Rebuttal to Prof. Gilat-Schmidt’s response

In rebuttal to Professor Gilat-Schmidt’s rebuttal, I would like to summarize my view of her response. And yes, it’s a bit strong:

“Garbage in, garbage out.”

While I sympathize with her position in having her findings misrepresented in the LA Times and appreciate that she supports additional testing of these devices, her rebuttal fails to adequately address the flaws in her study.

Though her paper may have been “peer reviewed,” it can only be reviewed for the analysis of potentially flawed, if not fraudulent, data. While she may have gotten the math right, the underlying test information cannot be duplicated, failing the first requirement of scientific method, i.e. the test must be replicable. Since the base tests are not replicable and the data are not readily available, the study fails to meet two requirements of scientific method principles and is thus invalid. The presence of a peer review only meets one of the three requirements and is insufficient.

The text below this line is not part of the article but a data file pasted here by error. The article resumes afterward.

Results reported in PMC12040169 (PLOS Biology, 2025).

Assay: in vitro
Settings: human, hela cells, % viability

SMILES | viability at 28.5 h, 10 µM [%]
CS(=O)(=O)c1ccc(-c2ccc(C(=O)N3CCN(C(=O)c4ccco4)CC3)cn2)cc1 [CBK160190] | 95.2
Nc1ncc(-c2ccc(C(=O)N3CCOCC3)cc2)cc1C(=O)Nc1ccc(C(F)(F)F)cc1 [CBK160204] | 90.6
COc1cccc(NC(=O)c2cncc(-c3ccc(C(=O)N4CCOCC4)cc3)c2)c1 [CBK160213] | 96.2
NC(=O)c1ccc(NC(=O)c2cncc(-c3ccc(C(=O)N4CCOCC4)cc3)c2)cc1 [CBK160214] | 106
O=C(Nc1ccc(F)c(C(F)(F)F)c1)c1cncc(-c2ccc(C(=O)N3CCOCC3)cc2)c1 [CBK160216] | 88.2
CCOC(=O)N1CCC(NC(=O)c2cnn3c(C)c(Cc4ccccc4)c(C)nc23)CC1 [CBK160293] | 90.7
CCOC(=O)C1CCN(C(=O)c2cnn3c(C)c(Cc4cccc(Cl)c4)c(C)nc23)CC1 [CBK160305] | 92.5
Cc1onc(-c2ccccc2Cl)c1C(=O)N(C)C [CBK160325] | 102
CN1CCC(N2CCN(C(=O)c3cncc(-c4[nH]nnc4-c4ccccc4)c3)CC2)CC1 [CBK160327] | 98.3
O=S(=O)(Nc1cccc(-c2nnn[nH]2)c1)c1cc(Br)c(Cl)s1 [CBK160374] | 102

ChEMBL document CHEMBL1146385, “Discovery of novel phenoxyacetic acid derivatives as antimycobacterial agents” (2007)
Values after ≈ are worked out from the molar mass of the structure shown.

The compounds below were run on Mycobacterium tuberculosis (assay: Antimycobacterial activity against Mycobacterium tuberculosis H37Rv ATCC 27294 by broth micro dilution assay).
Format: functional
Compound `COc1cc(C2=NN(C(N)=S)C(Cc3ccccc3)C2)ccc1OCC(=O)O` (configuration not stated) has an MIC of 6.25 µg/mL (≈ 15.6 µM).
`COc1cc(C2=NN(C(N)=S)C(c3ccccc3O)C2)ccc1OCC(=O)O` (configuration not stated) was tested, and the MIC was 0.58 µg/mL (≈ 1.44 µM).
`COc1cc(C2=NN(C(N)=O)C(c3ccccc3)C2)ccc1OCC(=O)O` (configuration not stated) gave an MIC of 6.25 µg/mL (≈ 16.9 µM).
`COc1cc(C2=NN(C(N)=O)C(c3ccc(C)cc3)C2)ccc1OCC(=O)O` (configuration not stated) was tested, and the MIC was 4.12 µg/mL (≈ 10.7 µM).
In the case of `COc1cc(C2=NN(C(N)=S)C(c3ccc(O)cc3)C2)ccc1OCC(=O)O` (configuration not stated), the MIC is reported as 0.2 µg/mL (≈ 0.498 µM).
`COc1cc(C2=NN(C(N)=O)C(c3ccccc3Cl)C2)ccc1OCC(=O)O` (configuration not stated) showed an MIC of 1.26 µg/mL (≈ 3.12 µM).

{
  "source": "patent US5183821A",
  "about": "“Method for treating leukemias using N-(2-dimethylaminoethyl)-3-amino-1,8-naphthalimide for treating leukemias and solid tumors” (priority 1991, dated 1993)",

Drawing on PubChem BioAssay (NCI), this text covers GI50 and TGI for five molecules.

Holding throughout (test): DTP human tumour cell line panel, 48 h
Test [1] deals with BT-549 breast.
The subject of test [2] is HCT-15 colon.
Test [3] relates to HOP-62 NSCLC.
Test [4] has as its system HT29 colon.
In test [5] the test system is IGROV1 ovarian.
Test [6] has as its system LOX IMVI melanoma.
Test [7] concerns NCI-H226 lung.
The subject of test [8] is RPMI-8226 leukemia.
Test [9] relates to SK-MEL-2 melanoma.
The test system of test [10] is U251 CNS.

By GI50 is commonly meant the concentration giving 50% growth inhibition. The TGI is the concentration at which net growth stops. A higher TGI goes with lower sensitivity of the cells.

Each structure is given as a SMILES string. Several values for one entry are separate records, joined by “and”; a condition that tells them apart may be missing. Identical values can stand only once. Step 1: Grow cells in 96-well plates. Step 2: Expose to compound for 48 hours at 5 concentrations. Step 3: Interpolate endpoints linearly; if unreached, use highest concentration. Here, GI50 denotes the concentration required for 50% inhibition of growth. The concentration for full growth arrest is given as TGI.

Peer review of the analysis of a flawed data set does not validate the base claims of the data, only the calculations and techniques used in analyzing that data. This review may include such things as the researcher’s selection of the correct statistical test for sample. For instance, a reviewer may be arcane as to whether the researcher chose to use a Chi-squared test or a Two-proportion z-test in analyzing the results. These issues are germane to the data interpretation and usually only of interest to academics and scientists.

Gilat-Schmidt’s rebuttal also ignores the issue of a statistically significant sample, which I conservatively estimate to be around 60, assuming the number of backscatter (as opposed to millimeter wave) units is only 150 of the 700 scanners in service. Many believe there are far more backscatter scanners than that, which would require that the sample be larger than 60.

But we don’t know how many of the scanners at airports are backscatter scanners, because the TSA refuses to tell us. That lack of information adds yet more doubt to any study on backscatter safety or performance.

I recognize that her research was focused on how deeply the x-rays penetrate internal organs and to what degree, but the base data remains in question. Therefore, the analysis of those results remains an exercise in futility, especially without independent testing of the scanners in service.

Gilat-Schmidt also does not mention why she doesn’t allow her children to use the backscatter scanners. Is it because of the radiation exposure or because the machines produce a naked picture of her child that is being viewed by some anonymous TSA agent in a back room?

(Photo: Flickr Creative Commons/Sean MacEntee)